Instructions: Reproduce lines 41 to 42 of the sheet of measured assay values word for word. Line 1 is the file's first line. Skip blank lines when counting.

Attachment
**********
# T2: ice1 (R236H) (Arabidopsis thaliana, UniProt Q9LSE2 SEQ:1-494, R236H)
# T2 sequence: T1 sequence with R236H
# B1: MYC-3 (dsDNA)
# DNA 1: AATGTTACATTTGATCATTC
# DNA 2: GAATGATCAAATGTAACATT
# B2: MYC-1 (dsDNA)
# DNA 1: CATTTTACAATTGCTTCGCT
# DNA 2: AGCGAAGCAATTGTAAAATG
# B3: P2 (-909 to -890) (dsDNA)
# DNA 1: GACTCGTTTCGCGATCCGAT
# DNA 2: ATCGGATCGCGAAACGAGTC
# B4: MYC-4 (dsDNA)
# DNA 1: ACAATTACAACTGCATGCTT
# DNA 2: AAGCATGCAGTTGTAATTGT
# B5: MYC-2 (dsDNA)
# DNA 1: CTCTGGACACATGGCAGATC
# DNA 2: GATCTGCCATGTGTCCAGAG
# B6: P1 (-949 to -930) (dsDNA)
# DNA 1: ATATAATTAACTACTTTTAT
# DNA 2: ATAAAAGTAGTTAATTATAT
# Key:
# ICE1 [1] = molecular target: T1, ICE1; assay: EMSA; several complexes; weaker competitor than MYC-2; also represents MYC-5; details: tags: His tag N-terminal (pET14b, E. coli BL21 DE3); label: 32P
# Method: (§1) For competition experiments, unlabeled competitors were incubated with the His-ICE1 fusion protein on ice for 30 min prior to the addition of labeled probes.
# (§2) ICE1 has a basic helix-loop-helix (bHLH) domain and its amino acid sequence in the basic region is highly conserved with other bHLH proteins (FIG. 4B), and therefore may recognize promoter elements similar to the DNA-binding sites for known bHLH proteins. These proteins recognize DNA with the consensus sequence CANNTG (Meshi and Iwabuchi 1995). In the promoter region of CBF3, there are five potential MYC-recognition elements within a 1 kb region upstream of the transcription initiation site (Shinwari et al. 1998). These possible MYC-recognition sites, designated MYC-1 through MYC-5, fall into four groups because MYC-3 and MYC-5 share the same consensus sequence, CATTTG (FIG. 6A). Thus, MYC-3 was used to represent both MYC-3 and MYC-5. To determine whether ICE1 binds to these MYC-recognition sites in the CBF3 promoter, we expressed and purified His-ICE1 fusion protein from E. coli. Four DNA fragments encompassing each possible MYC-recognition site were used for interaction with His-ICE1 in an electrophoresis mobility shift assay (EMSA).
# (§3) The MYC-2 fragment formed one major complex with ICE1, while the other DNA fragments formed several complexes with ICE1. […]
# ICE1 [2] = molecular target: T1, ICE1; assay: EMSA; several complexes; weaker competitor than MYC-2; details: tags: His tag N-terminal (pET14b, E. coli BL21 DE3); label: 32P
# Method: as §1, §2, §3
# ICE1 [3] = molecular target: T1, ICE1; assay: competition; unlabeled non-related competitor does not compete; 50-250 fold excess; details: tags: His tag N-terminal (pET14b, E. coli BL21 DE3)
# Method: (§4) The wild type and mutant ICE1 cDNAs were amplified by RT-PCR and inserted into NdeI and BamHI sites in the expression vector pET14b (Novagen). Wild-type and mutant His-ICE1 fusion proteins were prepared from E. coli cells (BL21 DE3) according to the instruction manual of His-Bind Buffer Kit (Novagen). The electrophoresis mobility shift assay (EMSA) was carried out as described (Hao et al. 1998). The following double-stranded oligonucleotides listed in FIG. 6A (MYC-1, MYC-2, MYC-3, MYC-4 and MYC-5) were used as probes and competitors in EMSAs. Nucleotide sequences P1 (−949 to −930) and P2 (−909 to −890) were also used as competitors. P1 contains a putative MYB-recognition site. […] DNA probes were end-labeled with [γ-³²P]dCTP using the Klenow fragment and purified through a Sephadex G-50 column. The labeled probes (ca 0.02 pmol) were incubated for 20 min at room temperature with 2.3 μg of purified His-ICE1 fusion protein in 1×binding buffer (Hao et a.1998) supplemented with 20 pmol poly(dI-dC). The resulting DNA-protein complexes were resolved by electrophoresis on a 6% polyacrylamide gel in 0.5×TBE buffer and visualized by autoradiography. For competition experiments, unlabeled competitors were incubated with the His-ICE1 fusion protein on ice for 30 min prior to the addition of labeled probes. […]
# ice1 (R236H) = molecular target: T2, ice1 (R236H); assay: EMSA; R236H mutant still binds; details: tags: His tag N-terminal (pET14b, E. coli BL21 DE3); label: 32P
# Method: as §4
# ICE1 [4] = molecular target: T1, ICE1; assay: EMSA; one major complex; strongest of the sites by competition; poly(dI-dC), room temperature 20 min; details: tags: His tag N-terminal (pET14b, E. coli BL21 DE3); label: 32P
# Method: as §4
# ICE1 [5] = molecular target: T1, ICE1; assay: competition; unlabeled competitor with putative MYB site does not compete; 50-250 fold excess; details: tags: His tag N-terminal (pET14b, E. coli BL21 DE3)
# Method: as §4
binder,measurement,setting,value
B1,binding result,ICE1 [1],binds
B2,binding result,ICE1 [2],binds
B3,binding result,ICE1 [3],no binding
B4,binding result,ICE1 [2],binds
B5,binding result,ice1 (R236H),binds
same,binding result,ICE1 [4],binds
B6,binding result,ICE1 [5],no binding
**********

B5,binding result,ice1 (R236H),binds
same,binding result,ICE1 [4],binds